Edge computing innovations to meet federal government missions
Government today is both centralized and distributed. For all the halls of power around Washington, D.C., there are thousands of government employees in offices big and small – and now working remotely from home – all around the world. With the advent of new and more devices creating the Internet of Things (IoT), the distributed nature of government today extends to sensors monitoring the climate, assets in motion and countless other points of data that need to be collected or actions to be taken to serve citizens.
Government IT staff have put a lot of effort into cloud migration in recent years. That centralizing effort is happening alongside a huge expansion at the edge of the network. So, just like agencies themselves, government IT architectures need to be centralized, distributed and innovative. Nowadays it’s necessary to ensure application performance virtually anywhere, enhance security and avoid complex routing that can be both expensive and increase latency. Modern technologies are needed to allow agencies to move at top speeds as their missions evolve. Innovative ways to collect data and bring it to an edge node are also being explored and integrated into solutions.
The Lumen platform is designed for just this kind of architecture through its integration of adaptive networking, edge compute, connected security and collaboration services. We are able to bring cloud-like, shared features and capabilities to the edge that are increasingly important to government agencies for efficiency and security.
Lumen recently participated in a FedInsider webinar alongside Gerald Caron, Director of Enterprise Network Management with the State Department, and Frank Indiviglio, Deputy Director of High-performance Computing Communications with the National Oceanographic and Atmospheric Administration (NOAA).
The main topic was edge computing in the public sector. Each of the participants have needs that edge computing can address and there are common use cases across many agency missions.
From weather modeling to embassy security
Edge computing helps customers to acquire, analyze and act on data. NOAA is a great example of an agency with that need. According to Indiviglio, 3.5 billion data points go into a daily weather forecast. That data is collected from satellite radar and numerous sensors around the world so forecasters can create their weather models. By modernizing applications and tools at the edge, forecasters can speed up delivery and improve accuracy of that data to provide a more refined, tailored forecast for a particular area. Edge compute facilities can improve data collection and do immediate processing so that only relevant data is sent to the cloud. Applications at the edge can also help forecasters make use of NOAA’s data without suffering from latency as application data travels long distances from cloud data centers.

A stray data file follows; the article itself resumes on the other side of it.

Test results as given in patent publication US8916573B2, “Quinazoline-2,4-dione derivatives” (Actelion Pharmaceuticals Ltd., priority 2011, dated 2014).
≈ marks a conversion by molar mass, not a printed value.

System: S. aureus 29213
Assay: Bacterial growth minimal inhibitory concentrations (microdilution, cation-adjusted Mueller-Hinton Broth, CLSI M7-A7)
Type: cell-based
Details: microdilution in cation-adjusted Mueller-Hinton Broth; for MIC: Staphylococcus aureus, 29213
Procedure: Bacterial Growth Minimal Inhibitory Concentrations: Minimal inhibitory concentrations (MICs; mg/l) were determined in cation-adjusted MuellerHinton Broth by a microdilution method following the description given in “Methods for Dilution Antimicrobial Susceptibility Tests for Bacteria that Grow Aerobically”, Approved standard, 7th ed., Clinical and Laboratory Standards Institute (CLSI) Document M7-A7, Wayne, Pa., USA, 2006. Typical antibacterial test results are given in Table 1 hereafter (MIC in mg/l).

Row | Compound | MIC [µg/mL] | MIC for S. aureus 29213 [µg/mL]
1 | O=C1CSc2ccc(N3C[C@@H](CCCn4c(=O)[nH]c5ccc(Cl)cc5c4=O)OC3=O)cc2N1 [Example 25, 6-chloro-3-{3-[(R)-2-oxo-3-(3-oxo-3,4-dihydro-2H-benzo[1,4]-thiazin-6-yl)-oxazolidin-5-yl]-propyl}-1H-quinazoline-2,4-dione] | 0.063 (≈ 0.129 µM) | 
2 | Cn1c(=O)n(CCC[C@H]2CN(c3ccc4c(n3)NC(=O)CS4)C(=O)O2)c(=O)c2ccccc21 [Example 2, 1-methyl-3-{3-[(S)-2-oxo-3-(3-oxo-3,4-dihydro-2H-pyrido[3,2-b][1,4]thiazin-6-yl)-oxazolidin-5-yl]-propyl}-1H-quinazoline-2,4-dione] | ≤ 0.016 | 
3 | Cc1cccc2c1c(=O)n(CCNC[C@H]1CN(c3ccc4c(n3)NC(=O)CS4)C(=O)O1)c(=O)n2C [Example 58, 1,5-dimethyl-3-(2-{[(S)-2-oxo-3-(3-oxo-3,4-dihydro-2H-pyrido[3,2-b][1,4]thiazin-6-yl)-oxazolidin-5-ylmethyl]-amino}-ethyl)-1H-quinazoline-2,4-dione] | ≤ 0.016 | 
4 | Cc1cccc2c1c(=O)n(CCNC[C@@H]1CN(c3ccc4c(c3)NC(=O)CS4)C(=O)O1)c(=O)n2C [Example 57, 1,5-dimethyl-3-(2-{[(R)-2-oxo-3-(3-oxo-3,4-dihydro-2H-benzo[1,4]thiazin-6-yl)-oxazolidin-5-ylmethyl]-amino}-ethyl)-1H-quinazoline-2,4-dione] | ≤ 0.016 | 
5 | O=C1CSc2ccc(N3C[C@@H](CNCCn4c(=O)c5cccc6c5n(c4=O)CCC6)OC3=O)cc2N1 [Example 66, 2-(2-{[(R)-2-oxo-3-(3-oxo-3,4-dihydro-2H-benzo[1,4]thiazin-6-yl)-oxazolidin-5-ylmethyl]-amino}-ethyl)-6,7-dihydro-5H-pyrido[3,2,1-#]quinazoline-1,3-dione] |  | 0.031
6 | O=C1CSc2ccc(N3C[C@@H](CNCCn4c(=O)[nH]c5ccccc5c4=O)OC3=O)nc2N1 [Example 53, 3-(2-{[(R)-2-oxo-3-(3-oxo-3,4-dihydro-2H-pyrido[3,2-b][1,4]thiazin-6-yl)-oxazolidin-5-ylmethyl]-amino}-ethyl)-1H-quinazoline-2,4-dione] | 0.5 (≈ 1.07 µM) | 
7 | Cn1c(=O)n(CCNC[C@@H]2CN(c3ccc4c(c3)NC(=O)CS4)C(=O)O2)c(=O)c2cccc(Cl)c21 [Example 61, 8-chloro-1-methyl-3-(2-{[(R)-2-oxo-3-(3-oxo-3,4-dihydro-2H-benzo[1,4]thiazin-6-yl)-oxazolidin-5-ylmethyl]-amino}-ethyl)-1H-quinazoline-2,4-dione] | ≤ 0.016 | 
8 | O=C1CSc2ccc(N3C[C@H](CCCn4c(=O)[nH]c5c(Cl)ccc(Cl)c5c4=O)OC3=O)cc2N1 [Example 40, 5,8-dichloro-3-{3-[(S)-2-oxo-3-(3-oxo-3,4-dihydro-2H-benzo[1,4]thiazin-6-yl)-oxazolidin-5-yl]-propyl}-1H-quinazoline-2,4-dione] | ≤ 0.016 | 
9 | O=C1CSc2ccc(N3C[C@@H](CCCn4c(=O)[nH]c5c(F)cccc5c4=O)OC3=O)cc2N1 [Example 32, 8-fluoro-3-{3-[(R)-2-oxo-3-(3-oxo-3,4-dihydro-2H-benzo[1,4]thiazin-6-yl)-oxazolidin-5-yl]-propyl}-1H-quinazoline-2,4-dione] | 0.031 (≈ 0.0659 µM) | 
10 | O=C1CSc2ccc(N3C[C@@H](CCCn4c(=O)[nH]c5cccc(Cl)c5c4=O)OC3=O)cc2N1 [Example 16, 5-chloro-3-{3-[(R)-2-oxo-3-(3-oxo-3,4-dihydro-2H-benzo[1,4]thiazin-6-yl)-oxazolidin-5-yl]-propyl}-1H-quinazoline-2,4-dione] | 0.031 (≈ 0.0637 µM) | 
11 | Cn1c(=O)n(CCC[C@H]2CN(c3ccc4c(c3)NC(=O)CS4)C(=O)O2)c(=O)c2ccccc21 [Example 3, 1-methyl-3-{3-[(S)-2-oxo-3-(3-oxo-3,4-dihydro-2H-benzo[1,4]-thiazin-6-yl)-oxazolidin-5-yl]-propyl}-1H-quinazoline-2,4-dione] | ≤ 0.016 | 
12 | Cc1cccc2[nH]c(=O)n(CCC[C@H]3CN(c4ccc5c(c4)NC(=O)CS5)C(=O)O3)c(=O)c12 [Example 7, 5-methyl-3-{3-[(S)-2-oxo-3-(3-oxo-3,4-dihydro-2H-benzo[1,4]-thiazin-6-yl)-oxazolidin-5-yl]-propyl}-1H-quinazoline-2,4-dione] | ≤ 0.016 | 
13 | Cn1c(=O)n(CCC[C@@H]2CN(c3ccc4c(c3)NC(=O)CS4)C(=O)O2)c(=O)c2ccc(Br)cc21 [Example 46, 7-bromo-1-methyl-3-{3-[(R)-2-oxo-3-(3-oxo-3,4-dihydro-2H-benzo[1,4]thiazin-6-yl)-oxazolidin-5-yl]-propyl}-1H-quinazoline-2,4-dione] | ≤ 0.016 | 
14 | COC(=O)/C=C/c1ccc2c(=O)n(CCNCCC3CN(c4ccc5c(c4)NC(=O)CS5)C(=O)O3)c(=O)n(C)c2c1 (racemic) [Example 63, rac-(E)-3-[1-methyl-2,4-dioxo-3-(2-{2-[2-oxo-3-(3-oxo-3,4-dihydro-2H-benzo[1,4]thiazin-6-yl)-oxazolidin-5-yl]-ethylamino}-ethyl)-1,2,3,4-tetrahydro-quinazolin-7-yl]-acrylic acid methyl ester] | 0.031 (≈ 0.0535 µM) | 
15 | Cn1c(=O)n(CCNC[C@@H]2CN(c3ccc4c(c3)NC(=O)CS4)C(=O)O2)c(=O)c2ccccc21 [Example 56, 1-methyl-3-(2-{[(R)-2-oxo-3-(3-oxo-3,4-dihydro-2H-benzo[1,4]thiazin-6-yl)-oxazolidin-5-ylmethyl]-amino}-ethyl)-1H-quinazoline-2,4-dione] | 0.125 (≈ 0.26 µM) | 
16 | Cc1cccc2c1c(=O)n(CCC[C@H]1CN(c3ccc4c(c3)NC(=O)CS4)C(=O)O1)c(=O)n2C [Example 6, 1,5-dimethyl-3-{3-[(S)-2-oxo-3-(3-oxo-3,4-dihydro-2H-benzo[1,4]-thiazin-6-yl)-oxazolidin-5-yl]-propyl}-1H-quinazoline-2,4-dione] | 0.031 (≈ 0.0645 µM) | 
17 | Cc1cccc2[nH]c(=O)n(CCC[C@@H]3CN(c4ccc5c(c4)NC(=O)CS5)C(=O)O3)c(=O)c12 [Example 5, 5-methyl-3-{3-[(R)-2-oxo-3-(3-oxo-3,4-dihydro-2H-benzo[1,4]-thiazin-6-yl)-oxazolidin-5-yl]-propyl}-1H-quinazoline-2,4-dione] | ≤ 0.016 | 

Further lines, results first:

In contrast, the biggest hurdle at the State Department is securely moving and managing the data collected from its varied embassies and assets around the world. Protecting that data is critical and often means routing it through centralized data centers for security purposes. Modernizing that infrastructure will allow the department to push some processing out to the edge, which will reduce the amount of data that needs to be transmitted throughout the network. Updating and modernizing the agency’s network architecture will help those representing our nation to take advantage of both cloud resources and the responsiveness of edge computing – without sacrificing either speed or security.
These two innovative solutions discussed on the webinar show how agencies can reduce latency for mission applications by storing data to the edge. Other examples involve alerting systems, robotic tools and supply chain security. These are complex, integrated solutions, but they all are built around the edge infrastructure.
It ultimately comes down to creating a better environment for citizens to interact with the government. And the way we do that is by thinking through what is best for a particular application and how its users interact with it. For some, that may be in the cloud. Others will need to be in a controlled private data center, and some will operate best at the edge of the network.
Thinking through the architecture – from the cloud to the edge and back again – is part of the next transition for government IT. This is one of the benefits of the partnership between industry and government in action. At Lumen, we have seen many technology transitions over the years. This move to the edge is particularly important. It will create a new foundation for the centralized and distributed functions of government with an architecture that truly reflects that mission.
Learn more about Lumen edge solutions designed for the federal government.
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